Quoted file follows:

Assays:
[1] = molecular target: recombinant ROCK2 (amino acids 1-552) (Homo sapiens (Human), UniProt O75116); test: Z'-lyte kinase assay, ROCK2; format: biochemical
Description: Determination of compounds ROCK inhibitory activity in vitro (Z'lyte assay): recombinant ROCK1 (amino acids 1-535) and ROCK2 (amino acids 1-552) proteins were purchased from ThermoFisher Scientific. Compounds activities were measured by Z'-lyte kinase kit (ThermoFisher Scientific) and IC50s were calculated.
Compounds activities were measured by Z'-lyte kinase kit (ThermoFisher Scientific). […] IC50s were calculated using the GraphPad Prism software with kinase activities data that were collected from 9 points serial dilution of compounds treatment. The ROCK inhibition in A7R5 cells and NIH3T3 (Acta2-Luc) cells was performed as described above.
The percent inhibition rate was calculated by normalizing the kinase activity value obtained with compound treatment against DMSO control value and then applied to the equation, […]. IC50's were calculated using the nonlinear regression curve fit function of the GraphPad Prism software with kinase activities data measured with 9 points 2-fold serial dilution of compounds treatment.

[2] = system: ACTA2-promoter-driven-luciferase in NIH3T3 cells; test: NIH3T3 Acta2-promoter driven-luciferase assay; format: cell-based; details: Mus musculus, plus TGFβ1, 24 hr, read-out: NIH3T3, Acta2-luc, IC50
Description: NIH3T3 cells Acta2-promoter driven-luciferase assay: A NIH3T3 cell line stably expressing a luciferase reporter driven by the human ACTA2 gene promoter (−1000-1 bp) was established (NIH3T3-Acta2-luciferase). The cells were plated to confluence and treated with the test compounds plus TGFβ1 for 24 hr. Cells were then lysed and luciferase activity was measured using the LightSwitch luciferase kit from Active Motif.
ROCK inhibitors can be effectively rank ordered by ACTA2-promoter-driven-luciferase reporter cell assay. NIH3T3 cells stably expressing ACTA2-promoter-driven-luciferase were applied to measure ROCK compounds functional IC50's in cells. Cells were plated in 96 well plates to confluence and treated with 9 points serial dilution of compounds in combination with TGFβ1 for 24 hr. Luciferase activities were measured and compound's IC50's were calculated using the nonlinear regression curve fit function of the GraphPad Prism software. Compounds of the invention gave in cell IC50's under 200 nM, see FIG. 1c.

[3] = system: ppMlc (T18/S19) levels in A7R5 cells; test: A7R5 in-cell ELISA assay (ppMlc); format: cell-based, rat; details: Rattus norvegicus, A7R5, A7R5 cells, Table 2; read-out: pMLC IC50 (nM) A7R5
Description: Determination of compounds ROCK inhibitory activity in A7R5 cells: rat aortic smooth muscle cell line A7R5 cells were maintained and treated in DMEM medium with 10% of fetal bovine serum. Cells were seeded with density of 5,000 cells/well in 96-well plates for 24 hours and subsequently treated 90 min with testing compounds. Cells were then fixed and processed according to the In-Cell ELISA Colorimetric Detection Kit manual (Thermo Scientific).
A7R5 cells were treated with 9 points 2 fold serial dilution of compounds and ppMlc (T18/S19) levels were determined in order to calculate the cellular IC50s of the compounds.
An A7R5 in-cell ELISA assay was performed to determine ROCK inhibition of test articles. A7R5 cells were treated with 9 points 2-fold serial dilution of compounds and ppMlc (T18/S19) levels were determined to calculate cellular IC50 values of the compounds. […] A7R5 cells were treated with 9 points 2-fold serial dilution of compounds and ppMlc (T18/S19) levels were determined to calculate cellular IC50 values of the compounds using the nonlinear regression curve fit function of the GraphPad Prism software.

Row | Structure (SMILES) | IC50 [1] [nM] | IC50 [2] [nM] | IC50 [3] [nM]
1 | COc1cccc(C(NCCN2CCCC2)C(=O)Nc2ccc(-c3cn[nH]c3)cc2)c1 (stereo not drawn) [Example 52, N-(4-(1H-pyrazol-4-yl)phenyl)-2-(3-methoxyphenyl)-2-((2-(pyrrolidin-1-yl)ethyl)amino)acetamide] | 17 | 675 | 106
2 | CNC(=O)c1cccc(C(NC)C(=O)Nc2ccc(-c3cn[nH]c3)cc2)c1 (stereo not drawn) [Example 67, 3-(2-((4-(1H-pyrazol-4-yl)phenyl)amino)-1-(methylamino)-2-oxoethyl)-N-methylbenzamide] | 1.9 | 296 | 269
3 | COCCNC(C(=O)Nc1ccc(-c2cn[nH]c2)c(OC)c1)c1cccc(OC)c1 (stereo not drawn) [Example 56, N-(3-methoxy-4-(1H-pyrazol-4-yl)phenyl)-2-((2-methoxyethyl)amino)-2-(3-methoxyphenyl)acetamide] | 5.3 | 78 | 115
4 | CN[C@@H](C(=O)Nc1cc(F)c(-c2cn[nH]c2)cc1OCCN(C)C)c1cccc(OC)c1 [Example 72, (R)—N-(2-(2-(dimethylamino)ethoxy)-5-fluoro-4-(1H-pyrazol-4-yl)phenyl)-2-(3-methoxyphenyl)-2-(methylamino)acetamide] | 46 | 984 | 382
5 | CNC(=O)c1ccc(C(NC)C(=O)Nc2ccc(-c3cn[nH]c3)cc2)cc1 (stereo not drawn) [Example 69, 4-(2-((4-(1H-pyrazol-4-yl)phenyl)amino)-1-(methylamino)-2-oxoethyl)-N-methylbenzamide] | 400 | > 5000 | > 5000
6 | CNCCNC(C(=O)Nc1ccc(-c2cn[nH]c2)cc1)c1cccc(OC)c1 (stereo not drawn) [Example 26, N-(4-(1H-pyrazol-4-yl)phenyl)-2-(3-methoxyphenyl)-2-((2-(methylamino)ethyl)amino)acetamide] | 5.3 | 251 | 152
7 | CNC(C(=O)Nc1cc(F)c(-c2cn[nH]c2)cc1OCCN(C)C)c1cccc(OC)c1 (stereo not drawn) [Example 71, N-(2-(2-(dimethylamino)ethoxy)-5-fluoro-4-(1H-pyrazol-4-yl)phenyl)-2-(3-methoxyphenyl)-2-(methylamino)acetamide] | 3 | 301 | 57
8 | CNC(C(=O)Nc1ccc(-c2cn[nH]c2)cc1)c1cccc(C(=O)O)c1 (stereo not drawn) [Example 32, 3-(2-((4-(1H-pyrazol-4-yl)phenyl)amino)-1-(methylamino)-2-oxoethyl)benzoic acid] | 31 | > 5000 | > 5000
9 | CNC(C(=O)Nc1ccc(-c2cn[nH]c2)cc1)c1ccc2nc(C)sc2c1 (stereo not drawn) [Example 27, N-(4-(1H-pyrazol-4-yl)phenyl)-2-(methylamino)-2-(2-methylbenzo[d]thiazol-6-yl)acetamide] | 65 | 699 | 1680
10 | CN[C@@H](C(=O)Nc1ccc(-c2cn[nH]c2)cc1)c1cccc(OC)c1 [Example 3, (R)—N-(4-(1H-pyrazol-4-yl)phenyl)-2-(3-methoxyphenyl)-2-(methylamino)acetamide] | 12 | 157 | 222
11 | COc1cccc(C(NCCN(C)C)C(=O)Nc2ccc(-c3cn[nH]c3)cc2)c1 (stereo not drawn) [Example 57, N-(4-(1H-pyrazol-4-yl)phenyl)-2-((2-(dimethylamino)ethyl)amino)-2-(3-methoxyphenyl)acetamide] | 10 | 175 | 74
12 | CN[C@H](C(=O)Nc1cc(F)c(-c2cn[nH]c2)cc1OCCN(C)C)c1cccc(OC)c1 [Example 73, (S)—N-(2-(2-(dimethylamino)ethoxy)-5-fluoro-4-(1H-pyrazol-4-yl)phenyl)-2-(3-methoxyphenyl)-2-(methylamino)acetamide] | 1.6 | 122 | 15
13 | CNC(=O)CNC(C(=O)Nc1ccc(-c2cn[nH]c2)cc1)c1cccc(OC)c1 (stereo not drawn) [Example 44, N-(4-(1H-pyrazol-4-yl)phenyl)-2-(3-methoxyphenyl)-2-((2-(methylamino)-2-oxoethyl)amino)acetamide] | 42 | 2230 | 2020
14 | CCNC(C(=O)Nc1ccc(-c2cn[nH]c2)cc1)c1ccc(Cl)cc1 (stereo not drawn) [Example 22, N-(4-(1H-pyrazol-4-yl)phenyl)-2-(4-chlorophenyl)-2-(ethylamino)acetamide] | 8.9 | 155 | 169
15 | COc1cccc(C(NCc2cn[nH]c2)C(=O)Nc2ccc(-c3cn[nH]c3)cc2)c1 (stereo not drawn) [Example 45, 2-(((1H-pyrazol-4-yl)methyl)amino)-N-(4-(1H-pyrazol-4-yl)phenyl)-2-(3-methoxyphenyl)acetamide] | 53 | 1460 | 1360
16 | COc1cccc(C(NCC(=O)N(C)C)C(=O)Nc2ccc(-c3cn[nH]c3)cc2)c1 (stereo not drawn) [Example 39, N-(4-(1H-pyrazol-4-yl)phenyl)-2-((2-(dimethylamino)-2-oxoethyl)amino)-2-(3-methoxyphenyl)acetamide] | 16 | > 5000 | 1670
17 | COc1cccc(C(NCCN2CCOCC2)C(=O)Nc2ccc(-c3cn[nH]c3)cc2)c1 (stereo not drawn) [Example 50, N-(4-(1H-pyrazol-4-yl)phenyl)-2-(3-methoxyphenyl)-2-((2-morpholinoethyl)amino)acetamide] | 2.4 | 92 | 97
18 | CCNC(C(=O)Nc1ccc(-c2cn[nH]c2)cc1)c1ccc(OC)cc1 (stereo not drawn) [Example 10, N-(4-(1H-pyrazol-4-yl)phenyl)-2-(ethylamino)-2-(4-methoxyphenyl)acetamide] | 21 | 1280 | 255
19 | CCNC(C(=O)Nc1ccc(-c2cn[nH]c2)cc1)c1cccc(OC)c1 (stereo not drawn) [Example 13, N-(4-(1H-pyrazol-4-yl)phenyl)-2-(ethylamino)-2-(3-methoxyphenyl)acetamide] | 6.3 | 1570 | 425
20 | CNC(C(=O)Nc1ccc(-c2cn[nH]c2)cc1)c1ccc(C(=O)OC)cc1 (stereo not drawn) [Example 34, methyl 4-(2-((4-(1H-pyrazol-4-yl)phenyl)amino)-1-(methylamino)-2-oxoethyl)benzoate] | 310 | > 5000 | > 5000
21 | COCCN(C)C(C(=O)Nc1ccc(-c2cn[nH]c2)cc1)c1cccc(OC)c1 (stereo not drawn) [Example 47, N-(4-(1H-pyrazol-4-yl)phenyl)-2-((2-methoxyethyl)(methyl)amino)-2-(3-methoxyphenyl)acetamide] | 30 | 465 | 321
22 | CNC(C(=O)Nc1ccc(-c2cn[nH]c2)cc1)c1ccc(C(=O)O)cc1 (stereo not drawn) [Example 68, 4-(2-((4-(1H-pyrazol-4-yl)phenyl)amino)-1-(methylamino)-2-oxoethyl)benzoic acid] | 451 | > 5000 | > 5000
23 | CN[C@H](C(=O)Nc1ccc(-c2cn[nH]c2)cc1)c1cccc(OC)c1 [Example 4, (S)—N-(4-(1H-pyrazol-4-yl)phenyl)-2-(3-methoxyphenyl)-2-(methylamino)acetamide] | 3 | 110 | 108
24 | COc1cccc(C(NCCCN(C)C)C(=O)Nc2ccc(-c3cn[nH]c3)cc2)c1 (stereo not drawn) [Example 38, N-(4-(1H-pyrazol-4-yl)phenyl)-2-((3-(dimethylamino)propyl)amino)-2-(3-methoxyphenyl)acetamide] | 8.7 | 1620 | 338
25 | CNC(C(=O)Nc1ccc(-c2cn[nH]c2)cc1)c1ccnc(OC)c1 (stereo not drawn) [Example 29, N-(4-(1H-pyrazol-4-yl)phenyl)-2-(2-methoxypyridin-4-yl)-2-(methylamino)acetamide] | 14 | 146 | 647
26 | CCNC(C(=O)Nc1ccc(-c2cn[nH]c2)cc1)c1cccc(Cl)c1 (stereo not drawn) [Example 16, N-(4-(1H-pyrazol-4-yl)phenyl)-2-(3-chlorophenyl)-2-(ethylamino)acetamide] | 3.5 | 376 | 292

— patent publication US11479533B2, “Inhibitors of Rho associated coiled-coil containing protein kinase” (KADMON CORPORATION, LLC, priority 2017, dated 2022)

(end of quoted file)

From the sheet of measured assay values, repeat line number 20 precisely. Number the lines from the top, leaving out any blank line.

7 | CNC(C(=O)Nc1cc(F)c(-c2cn[nH]c2)cc1OCCN(C)C)c1cccc(OC)c1 (stereo not drawn) [Example 71, N-(2-(2-(dimethylamino)ethoxy)-5-fluoro-4-(1H-pyrazol-4-yl)phenyl)-2-(3-methoxyphenyl)-2-(methylamino)acetamide] | 3 | 301 | 57